If you prefer a more modern, efficient approach, you may want to use a handheld electric frother, an electric milk frother, or even a blender to whip up your morning matcha.
If you’re wanting to incorporate matcha into your morning routine in a more ritualistic way, you may want to purchase a ceramic matcha bowl and a bamboo whisk.
No matter which route you choose, you will also need to boil water (via electric kettle or tea kettle) and a mug, preferably one that makes you smile each time you raise your matcha to your lips.
How Much Money Will I Save Making a Matcha Latte at Home?
Once you get past the point of making your initial investment to purchase the equipment (or even better, using what you already have!) you will save quite a bit of money by making your matcha at home. If you plan to make this a part of your daily ritual, it’s definitely a good idea to invest in the necessary equipment. A 16-ounce Starbucks hot matcha latte with no modifications will run you around $5.67, whereas at home you could make a cup of matcha for less than half of that. Not to mention that the sweetness and calories in a Starbucks matcha latte will likely be significantly higher than one you make at home because Starbucks uses a pre-made sweetened matcha tea blend.
Are Matcha Lattes Healthy?
Matcha lattes have the potential to be an extremely healthy beverage choice. It all depends on what type of sweetener, how much you add, and what other additives you decide to include. The syrups used in many coffee shops to add those fun flavors (think: caramel matcha latte, raspberry matcha latte, blueberry matcha latte, lavender matcha latte, etc) contain a lot of cane sugar.
Making your own matcha lattes at home is a budget-friendly solution to cut back on calories. You may enjoy the simplicity of a matcha latte with no added sugar or flavor, in which case you are receiving all of the amazing health benefits of matcha with very few drawbacks. However, if you like to spice things up, you can make a healthier version of what you’d get at the coffee shop. You might even find that once you tweak your recipe, you prefer your own version to a store-bought one!
Ultimately, because matcha has incredible health benefits, adding matcha to your routine is a healthy choice!
Without Further Ado: How to Make a Hot Matcha Latte at Home
½-1 tsp matcha powder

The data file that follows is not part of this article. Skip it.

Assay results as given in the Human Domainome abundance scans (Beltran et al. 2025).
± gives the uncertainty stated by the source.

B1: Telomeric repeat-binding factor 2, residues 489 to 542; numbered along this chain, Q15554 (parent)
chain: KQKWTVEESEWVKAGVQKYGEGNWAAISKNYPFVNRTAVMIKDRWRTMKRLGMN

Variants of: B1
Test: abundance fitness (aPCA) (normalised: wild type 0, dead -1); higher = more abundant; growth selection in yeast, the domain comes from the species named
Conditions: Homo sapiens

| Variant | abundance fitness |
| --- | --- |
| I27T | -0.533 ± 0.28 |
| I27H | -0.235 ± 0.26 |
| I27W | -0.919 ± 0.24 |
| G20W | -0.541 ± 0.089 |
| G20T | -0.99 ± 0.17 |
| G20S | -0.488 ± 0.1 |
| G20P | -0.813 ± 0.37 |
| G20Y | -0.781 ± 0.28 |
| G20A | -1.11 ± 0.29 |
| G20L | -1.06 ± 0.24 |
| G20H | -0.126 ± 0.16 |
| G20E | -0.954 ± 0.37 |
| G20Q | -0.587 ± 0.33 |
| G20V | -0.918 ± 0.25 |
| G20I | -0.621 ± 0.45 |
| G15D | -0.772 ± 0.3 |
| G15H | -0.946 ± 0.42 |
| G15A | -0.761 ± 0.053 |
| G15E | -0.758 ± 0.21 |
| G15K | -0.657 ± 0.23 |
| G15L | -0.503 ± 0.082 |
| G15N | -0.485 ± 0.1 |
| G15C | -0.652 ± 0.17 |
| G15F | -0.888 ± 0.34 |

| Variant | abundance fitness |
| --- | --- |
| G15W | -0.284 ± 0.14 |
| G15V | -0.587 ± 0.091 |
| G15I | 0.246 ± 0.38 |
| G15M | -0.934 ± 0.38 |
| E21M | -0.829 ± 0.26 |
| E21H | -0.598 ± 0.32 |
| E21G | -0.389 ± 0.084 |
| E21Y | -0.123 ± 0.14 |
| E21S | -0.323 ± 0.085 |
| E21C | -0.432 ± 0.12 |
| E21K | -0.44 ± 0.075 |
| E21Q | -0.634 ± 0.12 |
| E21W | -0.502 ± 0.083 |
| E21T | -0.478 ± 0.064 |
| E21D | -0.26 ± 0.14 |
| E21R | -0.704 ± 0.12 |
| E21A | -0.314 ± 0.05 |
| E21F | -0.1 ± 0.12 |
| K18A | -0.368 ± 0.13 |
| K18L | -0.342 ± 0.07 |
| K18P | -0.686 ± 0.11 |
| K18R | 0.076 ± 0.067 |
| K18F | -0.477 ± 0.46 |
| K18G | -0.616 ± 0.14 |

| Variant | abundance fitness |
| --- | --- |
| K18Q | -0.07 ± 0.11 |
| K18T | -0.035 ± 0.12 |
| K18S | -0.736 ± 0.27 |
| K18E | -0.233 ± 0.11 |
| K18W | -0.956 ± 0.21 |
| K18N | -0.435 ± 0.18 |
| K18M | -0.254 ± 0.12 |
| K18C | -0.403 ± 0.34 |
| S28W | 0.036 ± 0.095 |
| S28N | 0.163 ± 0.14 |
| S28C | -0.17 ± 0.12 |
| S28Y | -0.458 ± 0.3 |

½ cup hot water (you can add more later)
½ cup heated milk or milk alternative
Optional: maple syrup or honey, to taste (start with 1-2 tsp and add more if needed)
- Bring filtered water to a boil using a teapot or an electric kettle, then remove it from the heat. The ideal temperature for matcha is 175 degrees, but if you don’t have a thermometer, just let the boiling water rest for a minute or two.
- Add ½ cup-1 teaspoon of matcha powder to a small bowl or a deep mug and add about 1 tablespoon of the hot water. Stir to combine with a bamboo whisk, metal whisk, or electric frother until it forms a smooth paste or thick, uniform liquid. This stage of the matcha will appear much darker in color than the end result.
- Stir in the honey or maple syrup.
- Heat the milk on the stovetop or in an electric milk frother. The frother will produce a more bubbly end result that more closely resembles something you would get at a coffee shop.
- Slowly pour the remaining hot water and then the hot milk into the bowl or mug. Mix the two gently by swirling the bowl or stirring until a thin frothy foam develops on top. Moving the whisk in the shape of a “W” is a helpful method for a perfectly blended matcha.
- Sip. Savor. Enjoy!
Flavor Combinations: Popular Matcha Recipes You’ll Enjoy
Rose Matcha Latte
½-1 teaspoon Matcha green tea powder
½ cup hot water
½ cup hot milk or milk alternative
1 tsp honey or maple (or more to taste)
¼-1 tsp culinary rose water or rose syrup
Iced Strawberry Matcha Latte
½ cup fresh strawberries mashed or pureed in the base of your cup
½-1 teaspoon Matcha green tea powder
½ cup water
½ cup chilled milk or milk alternative
2-3 ice cubes
1 tsp honey or maple (or more to taste)